August 26, 2020 at 5:00 am ET
You may know us for our basketball, bourbon and horses, but Kentucky is also fortunate to have many attractions that will inspire visitors to return once the pandemic has dissipated and travel is able to fully reopen.
Those assets attracted visitors and $11.8 billion in economic activity to this non-coastal state last year. But without corrective action by Congress, Kentucky and many other states will be left behind as millions of Americans return to traveling. It will deprive us of the resulting economic activity, which drives recovery and restores jobs to the regions that are equipped and ready to receive those visitors.
In Kentucky, lost revenue on travel spending surpassed $2.5 billion with lost state tax revenue of $192 million in just four months.
Nationally, nearly half of our industry has been laid off or furloughed.
Negotiations over the next relief round from Washington have stalled. Unless that changes, millions of livelihoods that depend on travel in every corner of the country are in danger of disappearing permanently.
The reality is we work twice as hard to build awareness of our state and share why Kentucky deserves a place on a visitor’s travel bucket list. This is achieved through destination marketing — an economic development function that specializes in increasing travel and tourism. The work of a Kentucky destination marketing organization (and the more than 2,000 other DMOs across the United States) ensures that residents of D.C., Atlanta or Chicago know what makes this state worthy of their visit and their dollars — and that our delights are within easy access of all of them.
But destination marketing organizations have been financially brought to their knees just like the private-sector businesses they serve. All are dependent on tourism revenues that have been practically nonexistent during the last five-plus months of the economic restrictions made necessary by COVID-19. And because the vast majority are categorized as either 501 (c)(6) nonprofit or quasi-governmental, they are excluded from relief provided by the CARES Act and the measures that followed.
Travel and tourism is a highly competitive field that requires focused business strategies. Think about the number of advertisements you see on television or online encouraging a visit to a particular destination — almost always highlighting attractions and experiences you probably had no idea existed; or the process involved when a large business or organization decides where to locate its convention, trade show or large meeting. Those outcomes regularly result from the work of a DMO. In turn, they result in a healthy local and state tax base; critical revenue for hotels, attractions, retailers and restaurants; and most importantly, jobs for local workers on every step of the professional ladder.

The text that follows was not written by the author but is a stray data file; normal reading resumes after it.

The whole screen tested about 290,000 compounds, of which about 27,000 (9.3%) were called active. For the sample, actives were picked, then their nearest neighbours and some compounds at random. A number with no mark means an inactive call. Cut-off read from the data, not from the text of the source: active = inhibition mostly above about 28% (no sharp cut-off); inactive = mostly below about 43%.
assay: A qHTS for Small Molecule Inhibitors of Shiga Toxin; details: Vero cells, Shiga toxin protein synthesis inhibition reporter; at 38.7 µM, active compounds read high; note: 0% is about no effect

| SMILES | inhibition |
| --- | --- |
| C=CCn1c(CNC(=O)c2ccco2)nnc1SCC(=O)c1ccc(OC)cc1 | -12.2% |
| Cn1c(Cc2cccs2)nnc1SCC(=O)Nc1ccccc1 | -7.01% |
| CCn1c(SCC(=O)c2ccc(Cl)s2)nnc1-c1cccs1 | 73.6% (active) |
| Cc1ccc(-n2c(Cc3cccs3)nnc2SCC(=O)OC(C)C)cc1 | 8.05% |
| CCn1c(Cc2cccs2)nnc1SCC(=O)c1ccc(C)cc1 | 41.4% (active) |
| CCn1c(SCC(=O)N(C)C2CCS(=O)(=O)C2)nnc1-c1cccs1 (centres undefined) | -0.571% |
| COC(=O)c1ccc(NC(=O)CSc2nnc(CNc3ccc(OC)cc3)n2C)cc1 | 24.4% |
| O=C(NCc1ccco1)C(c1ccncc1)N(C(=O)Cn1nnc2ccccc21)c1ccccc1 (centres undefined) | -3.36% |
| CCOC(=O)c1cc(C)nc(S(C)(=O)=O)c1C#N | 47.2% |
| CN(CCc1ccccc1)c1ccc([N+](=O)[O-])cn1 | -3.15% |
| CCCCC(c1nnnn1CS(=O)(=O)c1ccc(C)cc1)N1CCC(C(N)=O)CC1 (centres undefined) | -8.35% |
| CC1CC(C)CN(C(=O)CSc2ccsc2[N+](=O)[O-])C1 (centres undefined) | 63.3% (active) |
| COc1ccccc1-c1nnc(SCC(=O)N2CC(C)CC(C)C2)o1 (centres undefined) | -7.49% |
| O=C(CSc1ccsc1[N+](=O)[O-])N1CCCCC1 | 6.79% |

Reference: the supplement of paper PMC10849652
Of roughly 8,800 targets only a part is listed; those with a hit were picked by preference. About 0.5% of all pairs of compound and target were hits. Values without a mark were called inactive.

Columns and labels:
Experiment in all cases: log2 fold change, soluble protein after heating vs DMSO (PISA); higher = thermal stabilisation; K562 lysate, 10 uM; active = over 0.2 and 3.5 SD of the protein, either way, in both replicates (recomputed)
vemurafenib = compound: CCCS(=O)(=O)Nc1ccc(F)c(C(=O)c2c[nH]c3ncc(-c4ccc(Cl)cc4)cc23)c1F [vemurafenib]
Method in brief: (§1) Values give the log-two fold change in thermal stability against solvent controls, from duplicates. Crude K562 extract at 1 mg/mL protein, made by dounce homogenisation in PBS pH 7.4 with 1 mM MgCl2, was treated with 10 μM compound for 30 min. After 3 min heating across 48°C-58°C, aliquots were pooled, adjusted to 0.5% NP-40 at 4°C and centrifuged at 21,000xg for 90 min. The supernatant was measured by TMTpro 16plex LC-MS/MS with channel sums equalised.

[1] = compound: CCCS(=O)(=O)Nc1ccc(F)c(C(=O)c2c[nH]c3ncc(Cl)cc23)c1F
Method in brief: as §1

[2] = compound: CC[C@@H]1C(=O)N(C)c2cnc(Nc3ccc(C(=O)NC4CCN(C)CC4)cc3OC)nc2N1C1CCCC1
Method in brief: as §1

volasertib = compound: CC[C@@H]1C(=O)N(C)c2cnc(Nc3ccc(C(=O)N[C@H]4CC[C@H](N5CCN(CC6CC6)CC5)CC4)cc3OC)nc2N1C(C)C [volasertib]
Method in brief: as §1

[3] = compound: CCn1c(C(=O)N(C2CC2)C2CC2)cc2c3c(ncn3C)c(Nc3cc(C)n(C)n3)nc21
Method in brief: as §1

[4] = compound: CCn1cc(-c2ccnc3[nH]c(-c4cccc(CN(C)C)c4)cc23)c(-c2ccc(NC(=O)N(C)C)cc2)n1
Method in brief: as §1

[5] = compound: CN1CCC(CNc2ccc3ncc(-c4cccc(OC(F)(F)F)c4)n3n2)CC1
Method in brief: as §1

Communities left without the service of a DMO will be helpless to garner the economic benefits of returning business and leisure tourism once travel is able to fully resume. This is especially true of places that may not have the built-in brand awareness of large, mainly coastal cities.
The data conclusively shows that Americans, beyond weary of being locked down, want to travel. The data also indicates that as the economy reopens, they will favor off-the-beaten-path destinations, and those they can reach by car. That represents an enormous opportunity for regions like ours that are suffering economically—but only if their marketing capabilities survive long enough to compete for the rebounding business.
A large coalition of voices – from our signature industries to entrepreneurs of small businesses to workers living paycheck to paycheck – are urging Congress to extend the Paycheck Protection Program to nonprofit and quasi-governmental promotional entities in the next round of legislative relief. Their inclusion in a final package is essential if we want to spur a recovery that returns millions of Americans to good-paying jobs. Providing DMOs with access to this critical employment program ensures a lifeline for our business until revenue generated by travelers resumes. Preserving our ability to work will also ensure we hasten the safe return of visitors.
Every time you check in to a hotel, visit a museum or historic site, participate in a convention, or read a travel article that inspires your getaway — and I hope it’s to Kentucky — it is quite likely a DMO played a significant role in your visit. Getting a final deal done, and including DMOs among other enhancements to the PPP, will help our industry hasten a recovery for many of America’s most vulnerable regions.
Mary Quinn Ramer is president of VisitLEX, a destination marketing organization serving Lexington, Ky.
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